For the creation of this representational poster of my research in East Williamsburg, I first answered all the questions of the checklist and then highlighted only the information that I thought significant about my topic. I am interested in three main subjects and how they connect with each other. These are the gentrification, the cultural diversity and tradition, and the environmental pollution of the area. When I narrowed down which information I wanted to use, I took into consideration my topics. I thought that this way, I will only include information that will smoothly transition my reader to the questions I have as the researcher.
I wanted the audience to be intrigued by the data, and not uninterested by numbers and facts. To achieve this, I first sketched on a piece of paper on how I thought I could organize the information on a page. Then, I tried it out in InDesign, but I felt it was not calling my attention as a reader. Therefore, I looked online for other ways of visualizing data and decided to include vectorized drawings for several parts of the poster that will represent percentages to make it more interactive. I created these drawings and the poster in Illustrator, which I thought produced a more successful outcome.
The poster has statistical data, historical sources, and my observations as the investigator. The historical background gives the reader an understanding of the life of the neighborhood. It talks about the renovation of a mainly industrial sector and the growth of the Latino culture. This information directly connects to the statistical data and my observations of East Williamsburg. The statistics talk about the current percentage of Hispanic and Asians in the neighborhood which references back to the time when the 1960s when the Latino population massively increased. It also relates to my observations when I visited the district, and found the area to be very cultural and diverse with a variety of restaurants, churches, and advertisements in different languages and from different cultures, mostly Hispanic. The statistical data also supports the historical background on the area’s gentrification with the percentage of houses built in the Brooklyn Community District 1, and the art/culture workers from 2007 to 2009. Also, the statistical data includes the median gross rent of East Williamsburg, which is high for Brooklyn. In my observation, I also noticed the gentrification by sensing the drastic change from the Grand St area that is very industrial to the one in Morgan Ave that is more artistic and up and coming. The industrial history of the area also connects to the statistic that East Williamsburg is the 8th Biggest Air Pollutant District of NYC.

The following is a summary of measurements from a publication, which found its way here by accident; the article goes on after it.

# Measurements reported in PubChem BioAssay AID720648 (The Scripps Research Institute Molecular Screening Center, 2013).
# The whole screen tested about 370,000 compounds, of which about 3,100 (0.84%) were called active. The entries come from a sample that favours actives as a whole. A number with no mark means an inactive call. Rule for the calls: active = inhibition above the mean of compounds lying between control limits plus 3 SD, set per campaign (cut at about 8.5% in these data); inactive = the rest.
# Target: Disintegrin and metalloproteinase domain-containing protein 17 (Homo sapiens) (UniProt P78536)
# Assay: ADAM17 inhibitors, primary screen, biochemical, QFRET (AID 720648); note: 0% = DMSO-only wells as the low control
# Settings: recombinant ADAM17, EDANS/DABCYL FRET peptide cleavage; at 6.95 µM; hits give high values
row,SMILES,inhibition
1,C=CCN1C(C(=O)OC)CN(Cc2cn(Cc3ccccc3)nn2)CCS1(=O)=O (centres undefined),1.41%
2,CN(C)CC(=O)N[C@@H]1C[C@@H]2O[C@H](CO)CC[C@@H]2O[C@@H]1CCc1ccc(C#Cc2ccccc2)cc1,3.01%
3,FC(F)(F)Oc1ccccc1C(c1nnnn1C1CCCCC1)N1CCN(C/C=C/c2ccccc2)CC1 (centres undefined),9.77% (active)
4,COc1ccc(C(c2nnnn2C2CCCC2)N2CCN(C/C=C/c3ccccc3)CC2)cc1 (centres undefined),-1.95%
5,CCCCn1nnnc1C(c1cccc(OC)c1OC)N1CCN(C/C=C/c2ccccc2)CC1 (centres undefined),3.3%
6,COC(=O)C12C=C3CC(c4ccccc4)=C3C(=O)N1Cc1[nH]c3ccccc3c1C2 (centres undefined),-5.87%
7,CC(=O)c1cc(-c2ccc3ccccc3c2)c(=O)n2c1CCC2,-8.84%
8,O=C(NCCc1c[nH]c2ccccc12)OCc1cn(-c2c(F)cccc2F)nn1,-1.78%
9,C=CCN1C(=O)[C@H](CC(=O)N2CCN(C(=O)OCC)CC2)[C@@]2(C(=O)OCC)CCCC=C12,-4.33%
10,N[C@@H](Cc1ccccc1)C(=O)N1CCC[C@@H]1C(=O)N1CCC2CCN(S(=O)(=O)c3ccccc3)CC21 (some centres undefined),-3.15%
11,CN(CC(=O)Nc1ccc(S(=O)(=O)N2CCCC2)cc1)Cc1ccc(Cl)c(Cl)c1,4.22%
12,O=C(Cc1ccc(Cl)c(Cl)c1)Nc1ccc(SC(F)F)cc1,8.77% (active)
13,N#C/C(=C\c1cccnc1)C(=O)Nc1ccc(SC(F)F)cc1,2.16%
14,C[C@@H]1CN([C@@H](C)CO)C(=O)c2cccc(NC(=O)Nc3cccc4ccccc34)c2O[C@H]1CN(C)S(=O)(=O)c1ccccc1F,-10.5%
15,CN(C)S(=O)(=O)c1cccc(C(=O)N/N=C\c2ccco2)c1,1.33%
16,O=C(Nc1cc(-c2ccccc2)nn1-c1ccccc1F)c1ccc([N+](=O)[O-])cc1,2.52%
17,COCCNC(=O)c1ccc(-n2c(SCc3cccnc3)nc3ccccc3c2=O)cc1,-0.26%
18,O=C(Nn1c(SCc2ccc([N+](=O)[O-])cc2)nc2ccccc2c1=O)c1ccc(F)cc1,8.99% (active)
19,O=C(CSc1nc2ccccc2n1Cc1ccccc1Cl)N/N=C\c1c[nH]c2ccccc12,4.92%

The three types of data included in the poster are significant since they give the reader an understanding of the ethnic, economic, artistic, an environmental stand of East Williamsburg. With this information the audience to come up with their questions and concerns for the area.
While working on the poster, I found challenging to decide what information to include to not have a crowded poster. Looking for the answers to the questionnaire, I found new data that was interesting for me. For example, I learned about the environmental impact of the industrialization in the area, which made me wonder in which ways the area’s gentrification is affecting the ambiance. Additionally, I was fascinated by how most of my recollected information was related to each other, which permit me to make conclusions. Now, I am interested to know more about the industrial history of the area, and of the one-on-one experience, the neighborhoods have with the gentrification and the air pollution. I can find that information online, and interviews with the residents, shop owners, street artists, and Green Organizations of the area.
Bibliography (for the data on the poster):
“EAST WILLIAMSBURG, Briefly.” Forgotten New York. Accessed July 26, 2018. http://forgotten-ny.com/2011/07/east-williamsburg-briefly/.
NYC Population FactFinder. Accessed July 26, 2018. https://popfactfinder.planning.nyc.gov/profile/994/demographic.
“OldNYC.” OldNYC. Accessed July 26, 2018. https://www.oldnyc.org/#703401f-a.
“OldNYC.” OldNYC. Accessed July 26, 2018. https://www.oldnyc.org/#706309f-a.
“OldNYC.” OldNYC. Accessed July 26, 2018. https://www.oldnyc.org/#706315f-b.
Ortega, Amanda. “Hofstra Papers in Anthropology.” Living/Learning Communities | Hofstra | New York. Accessed July 26, 2018. https://www.hofstra.edu/academics/colleges/hclas/anthro/hpia/hpia-ortega.html.
Strickland, Julie. “The Neighborhood Name Police: East Williamsburg.” Brooklyn Based. August 14, 2015. Accessed July 26, 2018. https://brooklynbased.com/2012/07/24/the-neighborhood-name-police-east-williamsburg/.
ThinkBrooklyn, and Studybrooklyn. “Community District 1 Brooklyn Neighborhood Report.” Issuu. Accessed July 26, 2018. https://issuu.com/studybrooklyn/docs/community-district-1-brooklyn-neighborhood-report1.
Ulrich, Katherine. “City Living: East Williamsburg Has a Multi-layered History.” Am New York. May 14, 2015. Accessed July 26, 2018. https://www.amny.com/real-estate/city-living/brooklyn/city-living-east-williamsburg-has-a-multi-layered-history-1.6820973.
“Welcome to NYC.gov | City of New York.” Zoning Districts & Tools : C6 – DCP. Accessed July 26, 2018. https://www1.nyc.gov/.
“Williamsburg.” Brooklyn Public Library: Brooklyn in the Civil War – Soldiers. Accessed July 26, 2018. http://www.bklynlibrary.org/ourbrooklyn/williamsburg/.